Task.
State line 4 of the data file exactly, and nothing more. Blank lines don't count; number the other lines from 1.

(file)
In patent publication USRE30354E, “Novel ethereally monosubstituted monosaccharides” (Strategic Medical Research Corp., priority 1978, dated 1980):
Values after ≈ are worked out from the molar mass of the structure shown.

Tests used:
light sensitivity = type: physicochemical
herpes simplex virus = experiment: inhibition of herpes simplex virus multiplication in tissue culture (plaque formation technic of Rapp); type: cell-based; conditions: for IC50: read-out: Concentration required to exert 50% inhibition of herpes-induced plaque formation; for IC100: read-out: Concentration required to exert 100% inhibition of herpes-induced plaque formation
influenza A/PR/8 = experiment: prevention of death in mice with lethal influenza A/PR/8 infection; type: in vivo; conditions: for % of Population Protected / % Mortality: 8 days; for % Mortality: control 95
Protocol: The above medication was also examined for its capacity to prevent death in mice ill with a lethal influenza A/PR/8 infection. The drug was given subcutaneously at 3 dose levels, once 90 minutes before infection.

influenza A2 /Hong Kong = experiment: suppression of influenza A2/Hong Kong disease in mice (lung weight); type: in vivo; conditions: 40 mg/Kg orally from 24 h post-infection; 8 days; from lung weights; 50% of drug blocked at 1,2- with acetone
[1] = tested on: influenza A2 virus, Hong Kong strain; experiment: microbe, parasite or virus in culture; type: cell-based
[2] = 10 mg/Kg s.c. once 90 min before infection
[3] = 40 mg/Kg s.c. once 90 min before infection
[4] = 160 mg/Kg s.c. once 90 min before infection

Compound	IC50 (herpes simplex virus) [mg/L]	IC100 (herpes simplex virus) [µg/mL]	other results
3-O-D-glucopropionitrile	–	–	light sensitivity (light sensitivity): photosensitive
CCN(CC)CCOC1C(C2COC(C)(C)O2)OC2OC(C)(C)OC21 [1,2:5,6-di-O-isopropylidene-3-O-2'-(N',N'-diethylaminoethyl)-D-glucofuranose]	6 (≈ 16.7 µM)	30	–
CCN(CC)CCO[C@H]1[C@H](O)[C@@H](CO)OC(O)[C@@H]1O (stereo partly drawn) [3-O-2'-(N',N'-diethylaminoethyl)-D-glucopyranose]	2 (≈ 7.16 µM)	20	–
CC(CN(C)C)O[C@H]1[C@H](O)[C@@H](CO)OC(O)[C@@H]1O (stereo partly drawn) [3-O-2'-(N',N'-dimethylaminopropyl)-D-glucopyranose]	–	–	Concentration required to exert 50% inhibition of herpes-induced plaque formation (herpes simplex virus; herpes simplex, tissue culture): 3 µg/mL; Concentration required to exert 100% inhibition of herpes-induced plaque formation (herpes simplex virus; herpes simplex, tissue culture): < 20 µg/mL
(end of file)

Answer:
light sensitivity = type: physicochemical